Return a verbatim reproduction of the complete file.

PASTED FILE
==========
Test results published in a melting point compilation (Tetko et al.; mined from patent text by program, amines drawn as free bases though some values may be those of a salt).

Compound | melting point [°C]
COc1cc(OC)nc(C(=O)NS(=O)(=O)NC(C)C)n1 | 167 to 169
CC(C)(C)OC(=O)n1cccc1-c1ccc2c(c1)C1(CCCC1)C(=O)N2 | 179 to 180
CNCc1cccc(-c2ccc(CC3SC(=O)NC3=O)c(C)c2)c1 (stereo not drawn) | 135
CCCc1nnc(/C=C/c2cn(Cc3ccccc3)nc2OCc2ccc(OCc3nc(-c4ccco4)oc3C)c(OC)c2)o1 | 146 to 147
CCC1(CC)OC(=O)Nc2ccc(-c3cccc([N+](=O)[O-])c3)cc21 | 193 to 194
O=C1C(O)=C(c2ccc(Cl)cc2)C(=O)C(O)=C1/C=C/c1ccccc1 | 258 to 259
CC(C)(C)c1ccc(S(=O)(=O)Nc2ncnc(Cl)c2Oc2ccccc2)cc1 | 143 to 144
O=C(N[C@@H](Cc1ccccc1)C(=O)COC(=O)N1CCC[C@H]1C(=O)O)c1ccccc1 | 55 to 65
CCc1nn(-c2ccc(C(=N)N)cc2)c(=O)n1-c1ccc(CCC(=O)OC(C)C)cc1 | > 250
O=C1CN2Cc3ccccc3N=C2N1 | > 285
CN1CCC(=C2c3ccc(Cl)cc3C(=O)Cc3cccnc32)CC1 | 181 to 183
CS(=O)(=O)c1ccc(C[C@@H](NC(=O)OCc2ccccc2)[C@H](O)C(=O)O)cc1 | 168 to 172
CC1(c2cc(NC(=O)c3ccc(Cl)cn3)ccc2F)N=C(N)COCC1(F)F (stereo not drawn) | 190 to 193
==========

Test results published in a melting point compilation (Tetko et al.; mined from patent text by program, amines drawn as free bases though some values may be those of a salt).

Compound | melting point [°C]
COc1cc(OC)nc(C(=O)NS(=O)(=O)NC(C)C)n1 | 167 to 169
CC(C)(C)OC(=O)n1cccc1-c1ccc2c(c1)C1(CCCC1)C(=O)N2 | 179 to 180
CNCc1cccc(-c2ccc(CC3SC(=O)NC3=O)c(C)c2)c1 (stereo not drawn) | 135
CCCc1nnc(/C=C/c2cn(Cc3ccccc3)nc2OCc2ccc(OCc3nc(-c4ccco4)oc3C)c(OC)c2)o1 | 146 to 147
CCC1(CC)OC(=O)Nc2ccc(-c3cccc([N+](=O)[O-])c3)cc21 | 193 to 194
O=C1C(O)=C(c2ccc(Cl)cc2)C(=O)C(O)=C1/C=C/c1ccccc1 | 258 to 259
CC(C)(C)c1ccc(S(=O)(=O)Nc2ncnc(Cl)c2Oc2ccccc2)cc1 | 143 to 144
O=C(N[C@@H](Cc1ccccc1)C(=O)COC(=O)N1CCC[C@H]1C(=O)O)c1ccccc1 | 55 to 65
CCc1nn(-c2ccc(C(=N)N)cc2)c(=O)n1-c1ccc(CCC(=O)OC(C)C)cc1 | > 250
O=C1CN2Cc3ccccc3N=C2N1 | > 285
CN1CCC(=C2c3ccc(Cl)cc3C(=O)Cc3cccnc32)CC1 | 181 to 183
CS(=O)(=O)c1ccc(C[C@@H](NC(=O)OCc2ccccc2)[C@H](O)C(=O)O)cc1 | 168 to 172
CC1(c2cc(NC(=O)c3ccc(Cl)cn3)ccc2F)N=C(N)COCC1(F)F (stereo not drawn) | 190 to 193